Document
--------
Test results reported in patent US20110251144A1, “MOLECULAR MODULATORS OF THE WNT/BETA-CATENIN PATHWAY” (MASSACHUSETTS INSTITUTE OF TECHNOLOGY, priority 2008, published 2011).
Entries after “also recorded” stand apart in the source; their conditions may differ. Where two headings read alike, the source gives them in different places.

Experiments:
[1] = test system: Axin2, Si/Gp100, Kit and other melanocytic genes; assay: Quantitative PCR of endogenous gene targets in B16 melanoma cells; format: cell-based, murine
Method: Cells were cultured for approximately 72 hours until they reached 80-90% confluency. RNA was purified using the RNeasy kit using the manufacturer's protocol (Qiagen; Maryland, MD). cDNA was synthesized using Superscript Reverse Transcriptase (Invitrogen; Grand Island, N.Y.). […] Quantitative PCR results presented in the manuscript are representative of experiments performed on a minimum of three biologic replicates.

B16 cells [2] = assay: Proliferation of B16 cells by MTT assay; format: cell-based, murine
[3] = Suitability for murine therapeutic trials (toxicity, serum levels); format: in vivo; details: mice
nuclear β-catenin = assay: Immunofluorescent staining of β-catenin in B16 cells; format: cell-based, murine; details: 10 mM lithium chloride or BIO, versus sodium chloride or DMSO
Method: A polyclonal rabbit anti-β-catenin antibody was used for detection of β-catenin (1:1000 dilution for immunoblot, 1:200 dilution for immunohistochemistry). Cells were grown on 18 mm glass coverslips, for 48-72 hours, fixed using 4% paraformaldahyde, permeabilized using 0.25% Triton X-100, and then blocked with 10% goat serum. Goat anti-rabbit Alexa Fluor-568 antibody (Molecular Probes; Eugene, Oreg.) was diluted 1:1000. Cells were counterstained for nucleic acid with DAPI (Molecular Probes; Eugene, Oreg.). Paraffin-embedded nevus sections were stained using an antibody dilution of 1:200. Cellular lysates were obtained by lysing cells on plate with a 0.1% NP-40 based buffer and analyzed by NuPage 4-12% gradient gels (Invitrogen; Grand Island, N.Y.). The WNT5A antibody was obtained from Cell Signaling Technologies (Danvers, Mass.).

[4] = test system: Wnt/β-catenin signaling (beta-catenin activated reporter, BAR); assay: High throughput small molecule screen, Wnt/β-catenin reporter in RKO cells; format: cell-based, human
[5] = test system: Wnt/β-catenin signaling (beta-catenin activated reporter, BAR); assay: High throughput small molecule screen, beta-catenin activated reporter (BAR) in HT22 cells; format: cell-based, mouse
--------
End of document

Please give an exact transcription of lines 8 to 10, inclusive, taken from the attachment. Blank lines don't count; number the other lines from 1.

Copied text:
nuclear β-catenin = assay: Immunofluorescent staining of β-catenin in B16 cells; format: cell-based, murine; details: 10 mM lithium chloride or BIO, versus sodium chloride or DMSO
Method: A polyclonal rabbit anti-β-catenin antibody was used for detection of β-catenin (1:1000 dilution for immunoblot, 1:200 dilution for immunohistochemistry). Cells were grown on 18 mm glass coverslips, for 48-72 hours, fixed using 4% paraformaldahyde, permeabilized using 0.25% Triton X-100, and then blocked with 10% goat serum. Goat anti-rabbit Alexa Fluor-568 antibody (Molecular Probes; Eugene, Oreg.) was diluted 1:1000. Cells were counterstained for nucleic acid with DAPI (Molecular Probes; Eugene, Oreg.). Paraffin-embedded nevus sections were stained using an antibody dilution of 1:200. Cellular lysates were obtained by lysing cells on plate with a 0.1% NP-40 based buffer and analyzed by NuPage 4-12% gradient gels (Invitrogen; Grand Island, N.Y.). The WNT5A antibody was obtained from Cell Signaling Technologies (Danvers, Mass.).

[4] = test system: Wnt/β-catenin signaling (beta-catenin activated reporter, BAR); assay: High throughput small molecule screen, Wnt/β-catenin reporter in RKO cells; format: cell-based, human